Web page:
The Court may have been influenced by the fact that Wilkinson was a serial plaintiff. The Court noted that Wilkinson had been a plaintiff in at least seven L&K lawsuits, “most of which challenged mergers,” that he “did not do anything to verify the factual allegations in those lawsuits, other than to read the complaints that L&K drafted,” that he “agreed to serve as a plaintiff reflexively after seeing the press releases L&K issued announcing investigations into the transactions,” and that he participated “because he wanted more money for his shares, regardless of whether the deal price was fair,” that he “never received a dime of additional consideration,” and that “most, if not all, of the cases settled for supplemental disclosures.” The Court did not, however, suggest that Wilkinson had been found to be an inadequate stockholder representative in any of those seven cases.

The Court emphasized that it is advisable for stockholders seeking inspection of corporate books and records to retain experienced counsel, but stated that “retaining counsel to carry out the stockholder’s wishes is fundamentally different than having an entrepreneurial law firm initiate the process, draft a demand to investigate different issues than what motivated the stockholder to respond to the law firm’s solicitation, and then pursue the inspection and litigate with only minor and non-substantive involvement from the ostensible stockholder principal.”

The Court’s decision in Wilkinson reflects some of the obstacles that may confront a stockholder bringing a books and records action. The opinion suggests that stockholder plaintiffs in books and records actions must act on their own initiative with a proper purpose in mind and that they must have substantive involvement in the litigation. In a plenary class or derivative action, there is no “proper purpose” requirement, and the only statutory requirement under Delaware law is that the plaintiff in a derivative action must have held shares at the time of the challenged transaction. See 8 Del. C. § 327. The Court has never required class-action or derivative plaintiffs to be self-motivated or have substantive involvement in litigation. Thus, based on Section 220’s “proper purpose” requirement, the Court of Chancery would appear to require more from a books and records plaintiff seeking to use the “tools at hand” to investigate a transaction than it would require of the same plaintiff bringing a plenary action challenging the same transaction without first bringing a Section 220 action.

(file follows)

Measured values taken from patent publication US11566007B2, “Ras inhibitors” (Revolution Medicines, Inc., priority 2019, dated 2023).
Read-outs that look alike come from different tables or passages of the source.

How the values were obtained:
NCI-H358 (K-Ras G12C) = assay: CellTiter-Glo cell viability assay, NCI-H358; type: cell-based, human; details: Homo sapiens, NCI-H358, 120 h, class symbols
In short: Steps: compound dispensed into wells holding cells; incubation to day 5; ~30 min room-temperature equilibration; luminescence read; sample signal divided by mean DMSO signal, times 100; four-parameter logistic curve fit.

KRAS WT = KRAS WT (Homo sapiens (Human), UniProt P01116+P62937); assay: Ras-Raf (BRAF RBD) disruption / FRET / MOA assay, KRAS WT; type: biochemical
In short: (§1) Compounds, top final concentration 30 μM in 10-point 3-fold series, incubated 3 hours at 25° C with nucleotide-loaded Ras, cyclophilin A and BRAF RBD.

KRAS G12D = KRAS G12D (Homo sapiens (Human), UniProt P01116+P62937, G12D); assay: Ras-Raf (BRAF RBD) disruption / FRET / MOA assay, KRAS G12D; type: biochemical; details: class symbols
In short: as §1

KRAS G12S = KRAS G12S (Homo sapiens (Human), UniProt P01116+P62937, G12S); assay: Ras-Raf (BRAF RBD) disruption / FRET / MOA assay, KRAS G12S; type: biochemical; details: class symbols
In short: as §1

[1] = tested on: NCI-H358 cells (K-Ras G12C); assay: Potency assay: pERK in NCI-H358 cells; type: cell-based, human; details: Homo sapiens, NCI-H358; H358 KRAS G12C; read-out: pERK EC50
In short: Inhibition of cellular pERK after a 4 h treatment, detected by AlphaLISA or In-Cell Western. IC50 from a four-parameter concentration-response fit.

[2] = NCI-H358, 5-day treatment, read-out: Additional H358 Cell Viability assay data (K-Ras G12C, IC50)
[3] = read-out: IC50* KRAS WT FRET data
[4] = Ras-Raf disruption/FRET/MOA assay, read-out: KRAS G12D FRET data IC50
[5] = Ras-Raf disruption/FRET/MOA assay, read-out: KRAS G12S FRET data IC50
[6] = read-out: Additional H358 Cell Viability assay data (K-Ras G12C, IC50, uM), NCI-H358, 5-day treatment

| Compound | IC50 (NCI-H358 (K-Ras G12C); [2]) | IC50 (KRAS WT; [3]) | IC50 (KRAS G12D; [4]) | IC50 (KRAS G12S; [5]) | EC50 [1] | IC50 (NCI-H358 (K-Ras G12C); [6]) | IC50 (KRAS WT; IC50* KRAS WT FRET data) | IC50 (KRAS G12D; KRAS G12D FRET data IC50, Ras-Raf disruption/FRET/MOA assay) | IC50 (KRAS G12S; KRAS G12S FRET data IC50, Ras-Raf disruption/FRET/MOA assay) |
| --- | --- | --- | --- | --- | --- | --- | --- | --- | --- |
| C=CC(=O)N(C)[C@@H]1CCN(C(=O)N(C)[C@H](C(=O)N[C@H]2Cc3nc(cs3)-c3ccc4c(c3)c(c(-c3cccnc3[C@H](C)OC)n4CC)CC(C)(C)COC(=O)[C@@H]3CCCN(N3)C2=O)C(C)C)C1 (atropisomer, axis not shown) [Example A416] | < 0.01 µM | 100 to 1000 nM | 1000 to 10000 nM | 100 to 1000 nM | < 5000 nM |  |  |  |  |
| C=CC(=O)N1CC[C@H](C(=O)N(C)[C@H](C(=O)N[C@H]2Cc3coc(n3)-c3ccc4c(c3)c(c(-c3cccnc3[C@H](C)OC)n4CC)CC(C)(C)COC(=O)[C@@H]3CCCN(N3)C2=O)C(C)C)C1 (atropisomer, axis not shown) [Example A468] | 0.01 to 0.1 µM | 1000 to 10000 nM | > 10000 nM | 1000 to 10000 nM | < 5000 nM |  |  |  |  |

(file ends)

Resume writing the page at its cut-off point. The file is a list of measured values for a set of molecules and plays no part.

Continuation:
James G. (Jay) McMillan is a partner in the Wilmington, Delaware office of Halloran Farkas + Kittila LLP. He concentrates his practice in complex corporate and commercial matters, with a particular focus on litigation in the Delaware Court of Chancery. For more information on the firm, visit

Delaware Supreme Court Sends Plaintiffs to Bring Suit in Bulgaria, Establishes Intermediate Standard for First-Filed Cases

By Jay McMillan

Although Delaware is the preferred jurisdiction for deciding business disputes, it sometimes happens that a defendant would prefer to litigate elsewhere. When that happens the defendant may move to dismiss the action based on forum non conveniens, that is, because the forum is not convenient to the defendant. The decisive factor in such cases is whether there is a prior-filed action pending in another jurisdiction. Delaware courts typically rule in favor of the first-filed action. Where the Delaware action is first-filed, to prevail on a motion to dismiss, the defendant must show that it would suffer “overwhelming hardship” from being forced to litigate in Delaware. Where a prior-filed action is pending in another jurisdiction, a Delaware court will grant the motion to dismiss if the other action involves the same parties and the same issues and was brought in a court capable of doing prompt and complete justice. Either way, the prior-filed action is favored.